• Although he was identified as “Mr. Arizona” throughout his life and political career, the late Sen. Barry Goldwater and his family were life-long Zonies. His memoirs describe adventurous car trips across the desert with his mother, Josephine, at the wheel.

• During World War II, John Swope was the field manager of Thunderbird II airfield, now the Scottsdale Airport and Airpark. He was the son of the then-chairman of General Electric (Gerard Swope), a talented Life magazine photographer and right-hand man to Hollywood producer Leland Hayward, who was the chairman of Southwest Airways and operator of the four wartime airfields in the Phoenix metro area. Swope was married to actress Dorothy McGuire; during the war they lived in Scottsdale’s Cattle Track neighborhood. After the war, the Swopes moved back to Southern California, and, together with Gregory Peck and Mel Ferrer, they founded the now-famous La Jolla Playhouse in 1947.

• Baseball Hall of Famer Ted Williams, the “Splendid Splinter,” was born and raised in San Diego and played in the Pacific Coast League’s San Diego Padres starting in 1936. He was a star player with the Boston Red Sox between 1938 and 1960. He played his last two spring training seasons with the BoSox at Scottsdale Stadium in 1959 and 1960, delighting fans at the stadium and at watering holes around town, like the Pink Pony. It was rumored after his death in 2002 that he was cryonically preserved at a facility in the Scottsdale Airpark.

• Jack Stewart Jr.—son of Camelback Inn founder Jack Stewart Sr.—worked at La Jolla’s La Valencia Hotel and the La Jolla Beach and Tennis Club, where his parents often stayed with other Scottsdale and Paradise Valley friends during the summers when the Camelback Inn used to be closed. Jack Sr.’s daughter Helen attended the private Bishop’s School in La Jolla.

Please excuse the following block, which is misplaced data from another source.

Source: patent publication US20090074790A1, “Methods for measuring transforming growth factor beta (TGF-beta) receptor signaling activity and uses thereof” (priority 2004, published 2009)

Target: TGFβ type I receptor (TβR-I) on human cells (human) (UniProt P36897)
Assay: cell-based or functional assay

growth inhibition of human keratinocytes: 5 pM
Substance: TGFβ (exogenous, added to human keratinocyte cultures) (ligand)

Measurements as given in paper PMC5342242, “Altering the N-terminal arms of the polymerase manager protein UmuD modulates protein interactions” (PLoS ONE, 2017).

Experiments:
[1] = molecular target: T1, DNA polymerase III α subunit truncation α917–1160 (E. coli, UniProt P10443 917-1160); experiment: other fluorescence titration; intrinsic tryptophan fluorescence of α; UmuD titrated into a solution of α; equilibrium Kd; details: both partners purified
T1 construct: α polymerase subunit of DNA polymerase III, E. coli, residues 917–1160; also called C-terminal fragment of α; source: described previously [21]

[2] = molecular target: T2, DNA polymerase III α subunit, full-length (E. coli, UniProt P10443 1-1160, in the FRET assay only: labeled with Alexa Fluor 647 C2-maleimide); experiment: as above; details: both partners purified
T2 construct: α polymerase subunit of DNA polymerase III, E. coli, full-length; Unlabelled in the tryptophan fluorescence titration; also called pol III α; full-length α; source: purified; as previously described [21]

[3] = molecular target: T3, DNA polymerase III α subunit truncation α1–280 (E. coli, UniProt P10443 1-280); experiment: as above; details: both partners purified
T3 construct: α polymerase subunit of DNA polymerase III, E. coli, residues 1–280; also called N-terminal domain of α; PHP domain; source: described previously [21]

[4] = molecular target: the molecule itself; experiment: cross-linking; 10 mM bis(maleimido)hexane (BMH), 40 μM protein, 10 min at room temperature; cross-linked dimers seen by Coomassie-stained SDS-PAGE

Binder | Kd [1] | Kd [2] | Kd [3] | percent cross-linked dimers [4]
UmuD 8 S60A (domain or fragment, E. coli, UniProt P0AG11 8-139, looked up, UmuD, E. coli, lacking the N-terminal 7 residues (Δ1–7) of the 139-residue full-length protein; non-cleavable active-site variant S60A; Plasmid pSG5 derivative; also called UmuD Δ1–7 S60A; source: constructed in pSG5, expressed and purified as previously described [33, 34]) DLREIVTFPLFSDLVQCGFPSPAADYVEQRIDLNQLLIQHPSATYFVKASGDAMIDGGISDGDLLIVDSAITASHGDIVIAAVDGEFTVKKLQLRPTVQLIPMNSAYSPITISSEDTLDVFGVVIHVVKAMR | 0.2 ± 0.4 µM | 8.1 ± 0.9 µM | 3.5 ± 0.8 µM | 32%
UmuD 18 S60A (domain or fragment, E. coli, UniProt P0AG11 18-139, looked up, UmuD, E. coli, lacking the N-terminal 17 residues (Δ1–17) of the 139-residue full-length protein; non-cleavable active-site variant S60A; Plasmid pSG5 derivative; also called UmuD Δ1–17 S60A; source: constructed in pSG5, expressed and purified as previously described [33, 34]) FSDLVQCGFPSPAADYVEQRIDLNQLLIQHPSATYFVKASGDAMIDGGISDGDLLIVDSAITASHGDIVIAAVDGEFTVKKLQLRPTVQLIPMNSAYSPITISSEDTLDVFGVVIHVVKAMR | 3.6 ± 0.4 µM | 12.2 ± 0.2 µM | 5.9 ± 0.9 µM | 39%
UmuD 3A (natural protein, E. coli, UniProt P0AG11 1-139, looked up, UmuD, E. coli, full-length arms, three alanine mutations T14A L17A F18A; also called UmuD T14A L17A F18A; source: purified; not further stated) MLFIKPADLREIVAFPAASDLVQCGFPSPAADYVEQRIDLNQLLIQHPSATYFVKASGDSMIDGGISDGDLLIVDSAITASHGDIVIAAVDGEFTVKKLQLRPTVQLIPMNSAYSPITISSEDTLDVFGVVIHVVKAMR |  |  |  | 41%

• Bing Crosby was a regular in both areas. In Scottsdale, he came for the Phoenix Open golf tournament and to go bird hunting; he was a founder of the Del Mar race track in the San Diego area (“Where the Surf Meets the Turf…”).

• For several years, Scottsdale’s Sunburst Resort (now FireSky) was part of San Diego-based Atlas Hotels, which included five resort hotels in the San Diego area.

• Frank Lloyd Wright married Olgivanna in Rancho Santa Fe (north of San Diego). Although Wright himself did not design any structures that were actually built in San Diego, his son John did. Wright’s legacy is also evident throughout San Diego in projects designed by Taliesin-trained architects.

• Torrey Pines Golf Course, opened in 1957, was designed by architects William P. “Billy” Bell and William Francis Bell. If those names sound familiar, Billy Bell also designed Encanto Park, Arizona Biltmore, Mesa Country Club and Papago golf courses here in the Valley. Two of Bell’s best courses—Torrey Pines and Papago—shared a similar phenomenon, which some called “the Line.” As generally affordable municipal courses, tee times have been highly prized by residents of San Diego and Scottsdale/Phoenix, who have often queued up in their cars well before dawn in order to get on the courses. Famed golf course architect Rees Jones renovated the Torrey Pines South Course in 2001, followed by numerous upgrades before Torrey Pines’ South Course hosted the U.S. Open in June 2008.